Wrapping paper or wallpaper
Both of these can provide quick, easy, inexpensive texture and color variations to place your product against or on top of in your shoot.
Fabrics or linens
Some examples of these are silk, flannel, denim, velvet, felt – anything you have in a closet or a prop bin could be a great way to add dimension to the image.
(Photo: The Divine Manifest)
(Photo: Brian Carlton Closs)
(Photo: Taylor Prinsen Photography)
(Photo: Shelby Bella)
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Certain colors can change the feel of the image for potential customers and knowing when to use specific colors is important for your future photoshoots. For example, take a look at this color emotion guide blog post and explore how colors like yellow can bring out feelings of warmth, joy and optimism, while red is more related to boldness and intensity.
In that way, if you are wanting to promote a product with a fun, energetic vibe, you may choose to go with a bright or neon backdrop with yellow, green, or orange. If the product is a luxury item, black or dark blue backgrounds can be great because they “create an elegant, sophisticated look”.
“Backgrounds for product photography play a huge role in setting the tone and space for storytelling,” says Food and Product Photographer Mackenzie Smith Kelly. For example, “if the product is not featured ‘in situation’’ (such as in a contextualized or lifestyle situation as mentioned in the first section), “the color and texture of a background hint to the audience how they should feel about a brand. Vibrant, colorful hues evoke different feelings than muted earth tones, but they both make us feel something.”
A question that all product photographers should be asking ourselves is “How do you want your audience to feel when they look at your photo?” – Mackenzie Smith Kelly
Start by brainstorming the emotions and ideas you want to evoke from the customer and then assess your product’s colors. Either choose to bring out or “highlight” colors that are less noticeable within the product, or contrast those colors with an oppositely colored backdrop.
Neutral colors (such as grey, beige, ivory, or lighter and less saturated hues of any color) can also be beneficial to include as backdrops when you are trying to convey a more serene or natural feel with the product image.
Play around with different colors and see which seems to make the most impact to you! Here are a few examples of images that either highlight colors already in the product itself or contrast the colors in the product.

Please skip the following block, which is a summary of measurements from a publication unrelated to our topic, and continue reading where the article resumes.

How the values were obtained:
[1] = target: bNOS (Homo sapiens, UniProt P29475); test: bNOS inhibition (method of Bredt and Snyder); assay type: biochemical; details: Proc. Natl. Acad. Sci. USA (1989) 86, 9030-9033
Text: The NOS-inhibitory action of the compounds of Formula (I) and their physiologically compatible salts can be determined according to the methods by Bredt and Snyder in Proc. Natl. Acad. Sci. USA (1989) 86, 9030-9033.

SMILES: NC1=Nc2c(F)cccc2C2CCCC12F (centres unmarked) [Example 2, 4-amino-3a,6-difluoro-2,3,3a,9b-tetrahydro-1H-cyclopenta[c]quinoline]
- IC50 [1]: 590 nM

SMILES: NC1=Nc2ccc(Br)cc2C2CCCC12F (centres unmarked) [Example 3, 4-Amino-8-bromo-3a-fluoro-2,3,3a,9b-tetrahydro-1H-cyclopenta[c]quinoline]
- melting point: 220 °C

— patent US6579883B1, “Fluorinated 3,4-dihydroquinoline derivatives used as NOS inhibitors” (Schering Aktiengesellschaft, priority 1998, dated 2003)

(Photo: Mackenzie Smith Kelly)
(Photo: Caleb Kerr)
Depth of field
Bokeh, or a shallow depth of field, is the effect of a soft out-of-focus background that you get when shooting a subject, such as a product. This effect is achieved by setting the camera’s aperture to the widest possible, such as f/2.8 or down even to f/1.4 or f/1.2.
Bokeh is useful in product photography because the photographer is able to draw focus onto the product without having to brainstorm much about what the background itself will look like. Instead, the viewer’s eye is naturally drawn to the product and excludes what isn’t important.
Using bokeh can also create a dreamy or moody aesthetic without any extra planning, lighting, etc. This example from Katie Jameson Photography does a great job of focusing the product and letting the background fade away evenly and naturally into the background with bokeh.
(Photo: Katie Jameson Photo)
A few tips for shooting bokeh:
- Shoot with as wide of an aperture as possible and focus directly on the product.
- If possible, shoot with a fixed or “prime” lens, such as a 85mm or 50mm.
- Choose a subject that is either at a distance from the background, or you can move the product/subject as far away from the backdrop as possible. These will both help achieve bokeh.
Photo from DIY Photography.net
Mixing up your backgrounds
Getting creative with backdrops, models, colors, props, textures, and bokeh are just some ways to heighten your product’s imagery and set your brand apart from competitors. Try a few of these in exchange for a typical white backdrop next time and see if it doesn’t take the image and product to the next level!
[cta text=”No time for a shoot? We’ll swap out your backgrounds for you so you can try it out first.” button=”Learn more” link=”https://clippingpathindia.com/pages/background-removal”]